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Power Surges

By shantie ·
I have put the following faults down to storms and power failures but would like to know what actually happens to the system if surged. I have two computers from the same company. First computer was in the home on an UPS but they went away during Xmas and we had a lot of power failures so power was off for quite a few hours due to bad storms, anyway their system was okay except for hard drive making funny clicking noises, replaced that and system okay. They then gave me second computer which was in farm shed on a separate line but not connected to an UPS. Would not boot, discovered a floppy in drive, took that out and system booted, ran for an hour, shut down, next day,tried to restart, no power. changed PSU and booted got message missing operating system. Shut down connected another hard drive, tried to boot no power. Tried a new PSU, no power again. I rechecked all power connections to board and power switch connector, all okay. Think this system had a bad surge also, and my thoughts are that a component was badly damaged and each time try to boot more damage is done, would this be correct and can you explain how this happens. Both systems still had phone lines connected during storms.

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by TheChas In reply to Power Surges

Electrical over-stress is often difficult to deal with. Whether it is ESD (static) lightning, or over voltage, the stressed components can take months to actually fail.

On PCs, I find that voltage surges on the phone lines can cause more problems than power surges on the AC mains.
For any system that is in a rural location, using an external modem can provide better protection to the PC.

Now, what happens to the semi-conductor devices inside a PC when they receive a voltage over-stress?

All semi-conductors are a network of molecular level junctions between dissimilar materials bounded to a metal or ceramic substrate.

Depending on the size (peek voltage) and duration (time) of a surge the junctions in the current path that the surge takes can either:
remain intact;
break (open up)

When a junction opens, you have an immediate failure.
When a junction is weakened, the service life of the device is shortened. How much shorter the life is varies by how badly the junction was weakened, and how hard the junction works.


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by TheChas In reply to

Think of a semi-conductor junction as a balloon.
If you inflate the balloon to no larger than it's normal size, it can be inflated and deflated over and over.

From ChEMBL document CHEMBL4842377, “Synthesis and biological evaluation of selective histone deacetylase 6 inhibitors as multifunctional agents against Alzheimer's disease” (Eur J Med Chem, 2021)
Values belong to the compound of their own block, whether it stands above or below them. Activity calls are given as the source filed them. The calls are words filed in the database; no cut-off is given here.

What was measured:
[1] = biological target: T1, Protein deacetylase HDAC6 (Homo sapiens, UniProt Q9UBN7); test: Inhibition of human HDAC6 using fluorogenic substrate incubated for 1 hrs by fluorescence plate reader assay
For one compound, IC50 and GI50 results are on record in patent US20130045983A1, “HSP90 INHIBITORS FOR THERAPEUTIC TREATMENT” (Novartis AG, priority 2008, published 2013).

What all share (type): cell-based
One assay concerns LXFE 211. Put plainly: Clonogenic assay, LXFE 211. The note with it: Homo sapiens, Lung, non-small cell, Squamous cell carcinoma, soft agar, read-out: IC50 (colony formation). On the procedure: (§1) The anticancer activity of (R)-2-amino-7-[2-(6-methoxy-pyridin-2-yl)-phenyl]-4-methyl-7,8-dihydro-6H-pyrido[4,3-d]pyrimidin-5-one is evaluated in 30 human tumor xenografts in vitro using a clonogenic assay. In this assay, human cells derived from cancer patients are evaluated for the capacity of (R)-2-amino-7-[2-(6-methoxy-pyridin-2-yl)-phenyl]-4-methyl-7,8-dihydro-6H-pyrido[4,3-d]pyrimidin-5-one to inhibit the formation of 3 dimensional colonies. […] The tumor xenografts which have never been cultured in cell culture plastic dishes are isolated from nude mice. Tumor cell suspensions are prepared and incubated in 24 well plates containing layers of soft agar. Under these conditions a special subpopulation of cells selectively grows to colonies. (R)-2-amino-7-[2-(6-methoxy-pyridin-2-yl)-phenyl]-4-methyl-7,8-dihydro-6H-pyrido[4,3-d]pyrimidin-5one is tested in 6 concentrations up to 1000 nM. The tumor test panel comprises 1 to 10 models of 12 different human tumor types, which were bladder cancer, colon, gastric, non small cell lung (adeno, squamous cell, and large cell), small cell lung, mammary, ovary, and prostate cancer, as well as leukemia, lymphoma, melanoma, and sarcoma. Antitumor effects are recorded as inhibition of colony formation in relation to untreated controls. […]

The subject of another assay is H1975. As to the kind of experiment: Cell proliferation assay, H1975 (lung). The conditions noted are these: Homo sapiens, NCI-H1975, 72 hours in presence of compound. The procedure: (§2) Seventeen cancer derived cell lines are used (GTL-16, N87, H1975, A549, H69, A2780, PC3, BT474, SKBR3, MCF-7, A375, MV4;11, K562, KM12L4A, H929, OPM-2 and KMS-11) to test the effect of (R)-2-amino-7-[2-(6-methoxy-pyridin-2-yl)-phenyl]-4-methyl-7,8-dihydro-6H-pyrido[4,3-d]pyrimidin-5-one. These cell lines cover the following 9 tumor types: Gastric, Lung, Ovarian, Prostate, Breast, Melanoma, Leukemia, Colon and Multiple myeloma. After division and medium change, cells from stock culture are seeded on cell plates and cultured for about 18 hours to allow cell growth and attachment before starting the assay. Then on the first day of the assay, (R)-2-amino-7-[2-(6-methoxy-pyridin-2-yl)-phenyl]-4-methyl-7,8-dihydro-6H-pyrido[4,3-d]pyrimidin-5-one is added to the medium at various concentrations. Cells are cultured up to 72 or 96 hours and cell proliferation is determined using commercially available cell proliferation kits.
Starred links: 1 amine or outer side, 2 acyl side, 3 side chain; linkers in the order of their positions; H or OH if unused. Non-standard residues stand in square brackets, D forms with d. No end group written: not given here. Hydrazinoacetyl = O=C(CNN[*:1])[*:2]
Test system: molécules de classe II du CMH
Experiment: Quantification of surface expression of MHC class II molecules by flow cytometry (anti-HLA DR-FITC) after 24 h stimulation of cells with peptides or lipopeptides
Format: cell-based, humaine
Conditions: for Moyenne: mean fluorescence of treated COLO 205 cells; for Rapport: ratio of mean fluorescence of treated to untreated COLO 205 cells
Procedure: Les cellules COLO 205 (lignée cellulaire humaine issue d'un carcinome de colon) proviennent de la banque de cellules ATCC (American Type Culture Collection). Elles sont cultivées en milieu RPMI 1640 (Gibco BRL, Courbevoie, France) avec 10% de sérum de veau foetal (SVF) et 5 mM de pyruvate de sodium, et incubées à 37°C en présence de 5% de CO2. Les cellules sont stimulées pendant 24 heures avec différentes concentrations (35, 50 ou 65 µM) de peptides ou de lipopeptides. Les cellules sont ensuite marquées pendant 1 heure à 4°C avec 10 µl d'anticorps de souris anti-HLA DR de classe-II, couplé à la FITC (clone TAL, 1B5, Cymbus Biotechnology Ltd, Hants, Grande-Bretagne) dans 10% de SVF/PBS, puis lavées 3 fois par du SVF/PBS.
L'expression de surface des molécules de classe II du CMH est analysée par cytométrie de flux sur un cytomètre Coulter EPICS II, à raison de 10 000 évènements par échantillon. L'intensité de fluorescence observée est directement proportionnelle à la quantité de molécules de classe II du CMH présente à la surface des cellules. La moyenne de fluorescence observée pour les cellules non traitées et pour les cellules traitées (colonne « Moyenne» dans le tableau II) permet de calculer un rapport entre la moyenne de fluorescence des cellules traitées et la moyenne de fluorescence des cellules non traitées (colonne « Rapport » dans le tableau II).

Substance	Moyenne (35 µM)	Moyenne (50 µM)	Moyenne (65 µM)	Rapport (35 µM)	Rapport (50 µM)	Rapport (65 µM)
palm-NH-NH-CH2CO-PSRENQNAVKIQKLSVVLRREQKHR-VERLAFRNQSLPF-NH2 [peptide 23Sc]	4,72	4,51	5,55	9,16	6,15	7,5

However, each time you over-inflate the balloon, you stretch and weaken the balloon. Sometimes, you weaken the balloon to the point where it can pop even at less than normal inflation.

The 'best' protection from surges is to unplug power cords, modem lines, and network cables.

After that, a high quality surge protector with phone-line and network protection will take care of normal surges.
Make sure that the ground line is properly connected and heavy enough all the way back to the external system ground rod at the electrical service entrance.
Surge protectors will NOT protect the PC if the ground line is not there, or has a high resistance.

Unfortunately, many UPS system do NOT include surge protection. When normal AC power is present, the UPS is little more than a battery charger for it's internal battery.
When the AC power drops out, the UPS switches on it's AC generator that is powered by the battery.


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by shantie In reply to

Hi thanks for the answer, you would not believe it,just about to toss it out, but next morning decided to give it another try, just with hard drive connected and it booted up. but each time I tried to connect second Master & Slave would not boot, I then tried a new connector ribbon to Secondary IDE but noticed the power switch connector is in the middle of the board right beside the Primary/Secondary connectors, so I tied all ribbons up away from the power switch, as thought they good be rubbing against the power and dislodging it, anyway computer has been working fine since I posted this question, all I did was used a new ribbon on Secondary drives and tied all the ribbons up away from the power switch, just shows you and I was about to toss it. But thanks for the surge information will keep that on record. Thank you Conchitta. Poster rated this answer.

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by shantie In reply to Power Surges

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